It was a wildly successful season at the corner of Ontario and Carnegie. For the first time in a millennia, or so it seems, the Indians played exciting, meaningful games late in the season, some of which spilled ever so slightly into the month of October.
Regardless of how the season ended – a 4–0 loss to the Rays in the Wild Card round – the Tribe outperformed the overwhelming majority of everyone’s expectations, something they started doing last offseason with the organization’s biggest free agent bonanza in history.
And while the team as a whole surpassed expectations, the club’s prized free agents – center fielder and leadoff hitter Michael Bourn and former Ohio State University alum Nick Swisher – failed to impress.
After averaging over 4.5 wins above replacement between 2009 and 2012, Bourn, who many envisioned as the second-coming of Kenny Lofton, put together the second worst season of his career, totaling 2.0 fWAR. As for Swisher, the Ohio native’s total offensive production was nearly 30% better than the league average from 2009 to 2012. Last season, his production was 16% better than the average, a solid number, sure, but his second lowest mark since 2006.
So, with four more years remaining in each of the players’ deals – assuming both players’ vesting options kick in at the end – it’s time to look at what it will take for them to live up to their lucrative contracts.
I did a write up after each of the signings, remarking how team friendly each contract was. By my quick back-of-the-envelope estimations, Swisher’s on-field production during the life of his deal would be worth approximately $92 million, about $22 million more than what the franchise will pay him. And Bourn’s estimated production, about $84 million, would exceed his deal by about $36 million.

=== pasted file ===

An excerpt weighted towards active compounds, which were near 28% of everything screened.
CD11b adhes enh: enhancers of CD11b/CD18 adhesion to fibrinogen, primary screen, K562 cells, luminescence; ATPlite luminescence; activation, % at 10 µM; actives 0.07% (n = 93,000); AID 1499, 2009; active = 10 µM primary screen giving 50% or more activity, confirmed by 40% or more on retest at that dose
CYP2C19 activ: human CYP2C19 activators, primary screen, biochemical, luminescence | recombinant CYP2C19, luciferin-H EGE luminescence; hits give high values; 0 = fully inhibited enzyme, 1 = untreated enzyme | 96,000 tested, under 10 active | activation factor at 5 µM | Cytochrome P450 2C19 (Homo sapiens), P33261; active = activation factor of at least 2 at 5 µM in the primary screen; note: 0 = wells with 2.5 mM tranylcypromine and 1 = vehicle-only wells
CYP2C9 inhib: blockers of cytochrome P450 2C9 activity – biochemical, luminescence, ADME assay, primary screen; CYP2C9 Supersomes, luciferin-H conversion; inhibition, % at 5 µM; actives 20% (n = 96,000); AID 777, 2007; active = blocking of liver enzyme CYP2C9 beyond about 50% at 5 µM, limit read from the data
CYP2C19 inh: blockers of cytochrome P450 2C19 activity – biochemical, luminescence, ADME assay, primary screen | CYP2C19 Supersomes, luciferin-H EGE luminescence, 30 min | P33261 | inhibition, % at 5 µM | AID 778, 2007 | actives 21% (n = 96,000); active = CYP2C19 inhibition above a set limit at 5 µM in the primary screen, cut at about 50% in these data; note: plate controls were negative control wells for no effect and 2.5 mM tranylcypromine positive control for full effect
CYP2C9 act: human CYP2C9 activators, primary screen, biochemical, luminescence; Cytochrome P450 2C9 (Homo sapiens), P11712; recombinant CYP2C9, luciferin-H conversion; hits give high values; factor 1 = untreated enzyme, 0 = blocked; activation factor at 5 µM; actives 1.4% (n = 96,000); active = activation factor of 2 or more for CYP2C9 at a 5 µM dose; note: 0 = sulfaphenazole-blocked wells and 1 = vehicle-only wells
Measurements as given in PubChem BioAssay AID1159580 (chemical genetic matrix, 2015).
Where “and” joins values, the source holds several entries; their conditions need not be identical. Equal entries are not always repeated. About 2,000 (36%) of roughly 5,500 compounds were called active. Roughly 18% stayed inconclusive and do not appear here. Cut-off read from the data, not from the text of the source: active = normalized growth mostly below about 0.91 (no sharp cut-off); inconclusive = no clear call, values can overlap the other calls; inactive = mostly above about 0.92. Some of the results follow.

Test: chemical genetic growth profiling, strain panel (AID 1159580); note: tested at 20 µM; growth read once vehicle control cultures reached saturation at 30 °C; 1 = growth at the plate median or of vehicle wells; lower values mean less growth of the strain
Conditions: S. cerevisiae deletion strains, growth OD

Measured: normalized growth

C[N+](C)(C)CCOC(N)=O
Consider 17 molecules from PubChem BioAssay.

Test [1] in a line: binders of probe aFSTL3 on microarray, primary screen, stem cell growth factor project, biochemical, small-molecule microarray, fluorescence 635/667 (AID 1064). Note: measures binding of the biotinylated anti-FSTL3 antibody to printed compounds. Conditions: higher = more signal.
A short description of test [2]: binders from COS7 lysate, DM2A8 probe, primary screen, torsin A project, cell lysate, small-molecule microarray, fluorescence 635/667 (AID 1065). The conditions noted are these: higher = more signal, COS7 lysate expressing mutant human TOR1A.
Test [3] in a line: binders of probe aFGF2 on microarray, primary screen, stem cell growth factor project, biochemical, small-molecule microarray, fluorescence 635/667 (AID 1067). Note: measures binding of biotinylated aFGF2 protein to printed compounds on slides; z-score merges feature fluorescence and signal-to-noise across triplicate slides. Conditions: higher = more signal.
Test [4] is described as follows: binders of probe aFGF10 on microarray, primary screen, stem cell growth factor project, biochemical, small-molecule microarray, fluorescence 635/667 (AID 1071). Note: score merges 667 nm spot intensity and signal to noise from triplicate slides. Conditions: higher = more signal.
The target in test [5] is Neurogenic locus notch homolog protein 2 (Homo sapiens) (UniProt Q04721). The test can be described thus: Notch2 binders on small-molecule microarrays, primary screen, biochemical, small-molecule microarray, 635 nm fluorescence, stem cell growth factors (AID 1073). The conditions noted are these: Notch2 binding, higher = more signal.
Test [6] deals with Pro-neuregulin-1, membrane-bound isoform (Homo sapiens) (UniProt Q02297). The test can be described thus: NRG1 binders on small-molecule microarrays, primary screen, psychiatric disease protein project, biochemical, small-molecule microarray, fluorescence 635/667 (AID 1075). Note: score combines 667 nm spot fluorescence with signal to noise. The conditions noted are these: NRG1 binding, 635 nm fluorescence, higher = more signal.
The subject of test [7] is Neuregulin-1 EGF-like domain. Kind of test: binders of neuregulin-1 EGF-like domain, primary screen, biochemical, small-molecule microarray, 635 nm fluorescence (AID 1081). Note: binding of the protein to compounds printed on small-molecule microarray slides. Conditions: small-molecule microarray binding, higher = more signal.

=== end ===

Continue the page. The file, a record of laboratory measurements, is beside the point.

But they both performed under their expected levels of production. So, let’s adjust.
Swisher will be entering his age-33 season. After averaging nearly four wins above replacement over between 2010 and 2012, he’s now averaged a smidge over three over his last three years. We’ll use that as a starting point. Assuming he improves slightly next season, to 3.0 fWAR, and then declines to 2.5 fWAR for 2015 and 2016 and 1.5 fWAR in 2017; Swisher would total about $53 million of on-field production. Add that to the $12 million he totaled in 2013 (per FanGraphs), and his total deal would be about $65 million, pretty much what he’s scheduled to make.
Bourn, on the other hand, will be entering his age-31 season. Adjusting his starting point to four wins above replacement in 2014, followed by totals of 3.5, 3.0, and 2.5; his future production should be worth about $73 million. Add that to his 2013 value, about $10, and his total deal would be worth about $83 million, about $23 million more than his deal.
So, how likely isn’t that each player lives up to his deal?
Swisher: not likely. A significant injury, another prolonged slump, whatever else the case may be, his team friendly deal could sour rather quickly and there isn’t a whole lot of room for error moving forward.
Bourn: pretty likely. Even if his base line is 2.5 wins moving forward, something rather attainable given his age and track record, Bourn’s deal would still total almost $67 million, exceeding his deal by $7 million.
Personally, I’d still make the deals. Even if Brohio’s value comes up short.
For more analysis check out Joe’s site: ProspectDigest.com.